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May 3, 2004.

KEVIN BALL, et al., Plaintiffs,
AMC ENTERTAINMENT, INC., et al., Defendants

The opinion of the court was delivered by: GLADYS KESSLER, District Judge


Plaintiffs are deaf and hard of hearing individuals residing in the Washington, D.C., metropolitan area. They bring this class action against movie theater operators AMC Entertainment, Inc. ("AMC") and Loews Cineplex Entertainment Corp. ("Loews") (collectively, "Defendants"). Plaintiffs allege that Defendants violate the Americans with Disabilities Act ("ADA" or "Act"), 42 U.S.C. § 12101, et. seq. (1992), by failing to provide them with the reasonable accommodations necessary for full and equal enjoyment of Defendants' services through implementation of captioning and other interpretive aids.*fn1

This matter is before the Court on the Joint Motion for Approval of Proposed Settlement ("Joint Motion"). Upon consideration of the Joint Motion, the Proposed Settlement Agreement ("PSA" or "Settlement"), the written comments regarding the PSA, the parties' responses to those comments, the oral comments of witnesses at the Fairness Hearing held on April 1, 2004, the parties' written responses following the Fairness Hearing, and the entire record herein, for the reasons discussed below, the Joint Motion for Approval of Proposed Settlement is granted and the PSA is approved.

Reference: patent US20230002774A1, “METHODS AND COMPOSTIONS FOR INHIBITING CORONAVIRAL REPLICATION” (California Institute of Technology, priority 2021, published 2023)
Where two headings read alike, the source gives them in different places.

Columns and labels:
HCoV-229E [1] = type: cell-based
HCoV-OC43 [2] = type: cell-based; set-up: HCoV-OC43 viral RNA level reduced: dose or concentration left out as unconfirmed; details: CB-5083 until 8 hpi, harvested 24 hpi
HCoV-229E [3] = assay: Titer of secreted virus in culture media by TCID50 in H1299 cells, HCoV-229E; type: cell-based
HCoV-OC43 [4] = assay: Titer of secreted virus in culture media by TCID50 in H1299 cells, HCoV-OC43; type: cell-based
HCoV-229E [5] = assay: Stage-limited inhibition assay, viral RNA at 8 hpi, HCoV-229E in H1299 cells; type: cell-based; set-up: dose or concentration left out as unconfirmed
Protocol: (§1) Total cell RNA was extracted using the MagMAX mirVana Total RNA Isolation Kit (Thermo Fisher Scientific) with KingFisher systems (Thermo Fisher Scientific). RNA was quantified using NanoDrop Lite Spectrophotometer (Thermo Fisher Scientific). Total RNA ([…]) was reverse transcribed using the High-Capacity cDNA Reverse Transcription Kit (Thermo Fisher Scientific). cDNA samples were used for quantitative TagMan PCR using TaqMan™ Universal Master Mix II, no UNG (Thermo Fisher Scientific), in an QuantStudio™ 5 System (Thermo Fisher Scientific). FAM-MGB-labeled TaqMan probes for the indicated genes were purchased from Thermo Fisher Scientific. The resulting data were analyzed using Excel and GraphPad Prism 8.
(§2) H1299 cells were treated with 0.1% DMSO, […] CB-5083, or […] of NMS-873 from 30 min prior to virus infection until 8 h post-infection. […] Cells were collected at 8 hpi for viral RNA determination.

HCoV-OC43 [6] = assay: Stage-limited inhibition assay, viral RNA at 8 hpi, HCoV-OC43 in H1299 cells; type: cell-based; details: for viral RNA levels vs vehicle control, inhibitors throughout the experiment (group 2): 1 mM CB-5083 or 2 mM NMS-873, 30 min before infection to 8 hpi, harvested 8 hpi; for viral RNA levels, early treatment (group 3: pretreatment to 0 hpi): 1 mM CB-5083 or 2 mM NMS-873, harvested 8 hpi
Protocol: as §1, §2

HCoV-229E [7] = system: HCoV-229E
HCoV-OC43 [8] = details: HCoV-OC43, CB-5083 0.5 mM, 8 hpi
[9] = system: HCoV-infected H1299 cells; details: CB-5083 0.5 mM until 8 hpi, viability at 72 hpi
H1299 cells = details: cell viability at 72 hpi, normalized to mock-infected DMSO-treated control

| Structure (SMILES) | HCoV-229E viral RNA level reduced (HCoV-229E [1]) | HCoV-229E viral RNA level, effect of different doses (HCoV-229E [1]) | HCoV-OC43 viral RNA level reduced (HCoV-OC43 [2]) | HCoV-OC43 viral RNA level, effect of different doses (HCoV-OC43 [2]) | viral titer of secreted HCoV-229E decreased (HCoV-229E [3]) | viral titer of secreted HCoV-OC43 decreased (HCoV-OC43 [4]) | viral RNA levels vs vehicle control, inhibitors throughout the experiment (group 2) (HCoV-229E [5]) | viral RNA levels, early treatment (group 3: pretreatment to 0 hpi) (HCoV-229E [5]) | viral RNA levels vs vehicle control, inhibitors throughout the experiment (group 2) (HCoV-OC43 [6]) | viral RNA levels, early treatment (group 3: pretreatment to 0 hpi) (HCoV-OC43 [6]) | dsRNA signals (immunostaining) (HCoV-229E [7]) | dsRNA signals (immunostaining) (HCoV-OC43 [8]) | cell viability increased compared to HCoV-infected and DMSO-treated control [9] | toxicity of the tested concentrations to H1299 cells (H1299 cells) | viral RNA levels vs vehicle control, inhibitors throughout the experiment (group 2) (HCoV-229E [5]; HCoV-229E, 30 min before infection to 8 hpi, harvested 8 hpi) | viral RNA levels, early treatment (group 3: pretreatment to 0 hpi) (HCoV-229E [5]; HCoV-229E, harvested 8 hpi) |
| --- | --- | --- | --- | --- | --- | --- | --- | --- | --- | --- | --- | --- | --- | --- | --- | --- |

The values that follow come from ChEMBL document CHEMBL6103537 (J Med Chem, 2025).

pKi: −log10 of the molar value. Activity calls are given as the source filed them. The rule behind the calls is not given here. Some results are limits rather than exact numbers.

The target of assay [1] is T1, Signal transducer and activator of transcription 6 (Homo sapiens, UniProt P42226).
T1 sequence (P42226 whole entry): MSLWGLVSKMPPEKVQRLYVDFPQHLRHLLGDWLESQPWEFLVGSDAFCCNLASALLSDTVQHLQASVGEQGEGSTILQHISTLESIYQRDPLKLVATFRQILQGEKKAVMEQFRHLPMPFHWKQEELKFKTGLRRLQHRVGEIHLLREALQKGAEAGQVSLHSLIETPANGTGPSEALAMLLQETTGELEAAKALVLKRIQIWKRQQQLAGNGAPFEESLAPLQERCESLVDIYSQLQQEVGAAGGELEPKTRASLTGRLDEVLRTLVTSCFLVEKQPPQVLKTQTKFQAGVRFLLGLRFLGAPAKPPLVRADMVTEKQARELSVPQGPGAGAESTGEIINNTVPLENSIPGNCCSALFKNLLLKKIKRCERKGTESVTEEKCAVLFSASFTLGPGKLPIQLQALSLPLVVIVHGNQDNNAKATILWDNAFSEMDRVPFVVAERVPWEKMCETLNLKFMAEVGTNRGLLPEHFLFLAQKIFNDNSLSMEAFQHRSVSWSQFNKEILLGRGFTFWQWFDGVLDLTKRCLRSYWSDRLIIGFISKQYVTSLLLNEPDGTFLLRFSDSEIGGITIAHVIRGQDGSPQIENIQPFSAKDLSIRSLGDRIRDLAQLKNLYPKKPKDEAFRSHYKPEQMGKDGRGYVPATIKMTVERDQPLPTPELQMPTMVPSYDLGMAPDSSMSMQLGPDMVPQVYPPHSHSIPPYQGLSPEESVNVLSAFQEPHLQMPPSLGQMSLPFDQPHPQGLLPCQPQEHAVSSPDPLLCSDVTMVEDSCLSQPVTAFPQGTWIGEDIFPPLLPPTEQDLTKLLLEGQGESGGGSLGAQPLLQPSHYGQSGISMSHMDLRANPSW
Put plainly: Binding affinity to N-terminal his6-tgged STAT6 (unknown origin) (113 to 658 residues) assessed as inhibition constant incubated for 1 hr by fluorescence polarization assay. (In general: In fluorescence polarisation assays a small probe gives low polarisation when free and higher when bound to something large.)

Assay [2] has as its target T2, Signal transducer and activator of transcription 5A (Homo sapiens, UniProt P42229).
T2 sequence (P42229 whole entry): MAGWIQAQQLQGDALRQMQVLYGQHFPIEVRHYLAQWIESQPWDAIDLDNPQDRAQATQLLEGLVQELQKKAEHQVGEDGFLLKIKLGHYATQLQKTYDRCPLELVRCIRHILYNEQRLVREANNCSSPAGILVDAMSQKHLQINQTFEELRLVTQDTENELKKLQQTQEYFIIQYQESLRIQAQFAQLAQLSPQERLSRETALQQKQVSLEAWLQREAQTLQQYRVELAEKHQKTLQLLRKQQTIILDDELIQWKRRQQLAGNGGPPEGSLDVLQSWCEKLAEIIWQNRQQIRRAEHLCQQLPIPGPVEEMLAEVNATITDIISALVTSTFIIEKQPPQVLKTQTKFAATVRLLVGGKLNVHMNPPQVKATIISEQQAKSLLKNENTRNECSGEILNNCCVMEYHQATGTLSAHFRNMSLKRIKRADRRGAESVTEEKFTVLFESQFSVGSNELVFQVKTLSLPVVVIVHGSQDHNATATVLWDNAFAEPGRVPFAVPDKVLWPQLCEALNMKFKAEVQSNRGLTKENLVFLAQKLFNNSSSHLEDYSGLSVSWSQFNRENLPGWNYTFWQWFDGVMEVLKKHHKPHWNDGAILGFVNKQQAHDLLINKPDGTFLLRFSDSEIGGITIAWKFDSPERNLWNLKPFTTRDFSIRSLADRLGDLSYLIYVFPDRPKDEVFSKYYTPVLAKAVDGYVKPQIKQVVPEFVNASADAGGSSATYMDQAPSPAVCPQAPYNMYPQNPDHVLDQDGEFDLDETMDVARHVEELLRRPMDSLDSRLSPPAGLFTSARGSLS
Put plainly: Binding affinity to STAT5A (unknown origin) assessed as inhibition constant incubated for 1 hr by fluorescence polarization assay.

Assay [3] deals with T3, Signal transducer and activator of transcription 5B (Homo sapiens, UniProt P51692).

I. Background

  In April 2000, Plaintiffs, who have a disability recognized by the ADA,*fn2 brought this action alleging that Defendants' failure to provide reasonable accommodations for deaf patrons desiring to see first run movies*fn3 shown in Defendants' movie theaters violates the ADA. In November 2001, the Court certified this matter as a class action under Federal Rule of Civil Procedure 23(b)(c), thus allowing the Plaintiffs to seek an injunction requiring Defendants "to implement the captions and other interpretive aids" necessary to comply with the ADA, which "includes but is not limited to: (a) open captioning devices and (b) closed captioning devices, such as rear window captioning." Compl. at p.7 and 5 15. A. Types of Captioning